SHARING THE POWER
The issue of ethnic programming isn't just black and white. Minorities want quality, multigenre programming shown on their own networks, but they also want greater power behind the scenes.
"Even when shows are created with a black or ethnic cast, the [executive producer] is usually white," says Zara Buggs Taylor, executive administrator for employment diversity at the Writers Guild of America, West.
There is a double-edged sword in this industry, she notes. "Whites can write for black shows, but we can't write for theirs." A notable exception is Michael Moye, creator and executive creative consultant of Married With Children, Fox's longest-running show.
But the problem stems deeper than just the dearth of black writers and producers. While the $24 billion cable industry is more receptive to ethnic-specific programming, behind the scenes the same white males call the shots.
"There's a difference between being at the buyer's table and the supplier's table," says Showtime's Dennis Johnson, one of the most powerful African Americans in cable. "Blacks have always had the opportunity to pitch products to the networks. What I am more concerned about is that there are few blacks receiving those pitches."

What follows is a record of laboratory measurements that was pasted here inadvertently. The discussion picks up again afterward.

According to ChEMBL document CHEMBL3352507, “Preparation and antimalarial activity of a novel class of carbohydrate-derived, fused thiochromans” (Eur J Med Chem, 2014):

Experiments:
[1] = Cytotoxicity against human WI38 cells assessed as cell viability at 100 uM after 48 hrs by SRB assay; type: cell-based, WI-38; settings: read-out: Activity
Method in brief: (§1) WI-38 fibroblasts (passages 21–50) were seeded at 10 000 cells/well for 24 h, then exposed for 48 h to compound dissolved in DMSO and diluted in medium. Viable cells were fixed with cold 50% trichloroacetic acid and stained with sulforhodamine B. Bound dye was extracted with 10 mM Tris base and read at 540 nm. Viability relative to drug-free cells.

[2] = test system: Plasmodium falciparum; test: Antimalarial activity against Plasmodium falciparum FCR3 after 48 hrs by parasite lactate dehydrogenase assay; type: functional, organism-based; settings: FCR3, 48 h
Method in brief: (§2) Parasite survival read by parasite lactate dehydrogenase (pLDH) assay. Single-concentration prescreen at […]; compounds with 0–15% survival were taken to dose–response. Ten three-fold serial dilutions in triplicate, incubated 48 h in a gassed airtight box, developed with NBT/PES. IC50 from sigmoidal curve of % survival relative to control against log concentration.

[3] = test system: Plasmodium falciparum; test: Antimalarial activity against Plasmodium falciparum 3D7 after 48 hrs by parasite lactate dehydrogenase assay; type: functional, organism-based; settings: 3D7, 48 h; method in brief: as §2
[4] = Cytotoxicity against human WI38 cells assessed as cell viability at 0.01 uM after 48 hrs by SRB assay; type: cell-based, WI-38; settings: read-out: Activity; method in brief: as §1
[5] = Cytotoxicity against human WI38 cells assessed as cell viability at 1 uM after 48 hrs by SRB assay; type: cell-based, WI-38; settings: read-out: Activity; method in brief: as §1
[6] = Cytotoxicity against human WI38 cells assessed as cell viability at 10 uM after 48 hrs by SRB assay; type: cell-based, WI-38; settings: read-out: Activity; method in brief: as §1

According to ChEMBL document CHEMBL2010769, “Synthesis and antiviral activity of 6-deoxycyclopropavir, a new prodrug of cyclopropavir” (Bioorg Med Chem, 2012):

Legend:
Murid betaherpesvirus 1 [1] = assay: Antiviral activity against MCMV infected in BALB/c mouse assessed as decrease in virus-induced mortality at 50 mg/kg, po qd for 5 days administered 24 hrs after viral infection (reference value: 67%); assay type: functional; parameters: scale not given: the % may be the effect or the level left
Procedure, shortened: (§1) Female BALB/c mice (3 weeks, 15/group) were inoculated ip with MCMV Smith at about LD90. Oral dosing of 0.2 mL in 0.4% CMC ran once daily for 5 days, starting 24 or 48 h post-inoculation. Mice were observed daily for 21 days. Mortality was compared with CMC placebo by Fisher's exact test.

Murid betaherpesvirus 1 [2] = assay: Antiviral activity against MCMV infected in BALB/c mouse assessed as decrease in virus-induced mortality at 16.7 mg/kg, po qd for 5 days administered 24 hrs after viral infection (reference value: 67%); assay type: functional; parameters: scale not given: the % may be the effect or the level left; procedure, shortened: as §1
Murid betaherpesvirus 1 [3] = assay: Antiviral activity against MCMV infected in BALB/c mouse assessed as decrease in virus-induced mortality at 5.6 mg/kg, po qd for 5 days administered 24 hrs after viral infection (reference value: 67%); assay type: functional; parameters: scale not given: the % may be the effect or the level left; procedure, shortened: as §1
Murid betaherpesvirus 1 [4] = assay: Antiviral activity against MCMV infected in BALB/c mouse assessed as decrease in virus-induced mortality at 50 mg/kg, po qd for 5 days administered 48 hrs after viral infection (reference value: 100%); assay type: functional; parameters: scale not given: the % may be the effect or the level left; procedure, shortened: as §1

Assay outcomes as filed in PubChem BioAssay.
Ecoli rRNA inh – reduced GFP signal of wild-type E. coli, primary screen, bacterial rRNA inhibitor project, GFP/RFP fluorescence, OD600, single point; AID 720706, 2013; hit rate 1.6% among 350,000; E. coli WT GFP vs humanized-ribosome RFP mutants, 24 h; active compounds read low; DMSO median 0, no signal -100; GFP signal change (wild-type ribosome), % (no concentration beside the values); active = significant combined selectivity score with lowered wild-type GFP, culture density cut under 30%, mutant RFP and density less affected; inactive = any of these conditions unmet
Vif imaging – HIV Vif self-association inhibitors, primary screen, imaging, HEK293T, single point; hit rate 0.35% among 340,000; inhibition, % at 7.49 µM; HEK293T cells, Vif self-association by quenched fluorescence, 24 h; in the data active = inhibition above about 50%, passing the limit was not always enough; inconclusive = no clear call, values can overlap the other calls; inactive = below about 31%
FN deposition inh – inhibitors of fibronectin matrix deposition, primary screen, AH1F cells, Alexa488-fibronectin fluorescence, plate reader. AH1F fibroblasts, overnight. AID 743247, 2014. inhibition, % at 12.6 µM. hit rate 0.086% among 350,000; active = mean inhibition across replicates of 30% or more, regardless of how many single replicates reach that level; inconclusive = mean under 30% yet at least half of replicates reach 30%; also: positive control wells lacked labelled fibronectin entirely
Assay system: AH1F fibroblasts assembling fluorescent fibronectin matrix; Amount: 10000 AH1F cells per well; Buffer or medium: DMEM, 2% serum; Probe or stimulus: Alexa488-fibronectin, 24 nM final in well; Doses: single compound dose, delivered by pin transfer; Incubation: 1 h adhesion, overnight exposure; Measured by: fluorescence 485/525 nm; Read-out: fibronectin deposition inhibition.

Andy Horne, vice president of current programming at Warner Brothers Television, says he owes his first position at the studio to affirmative action. The five-year veteran is now concerned about the effect California's assault on such programs could have on the few minority recruitment programs left in television. "If those opportunities are taken away," says Horne, "it's going to be extremely hard for African Americans to get into this business."
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|Title Annotation:||Business opportunities; future of Blacks and Black-produced programs in the cable TV industry|
|Author:||Sabir, Nadirah Z.|
|Date:||Feb 1, 1996|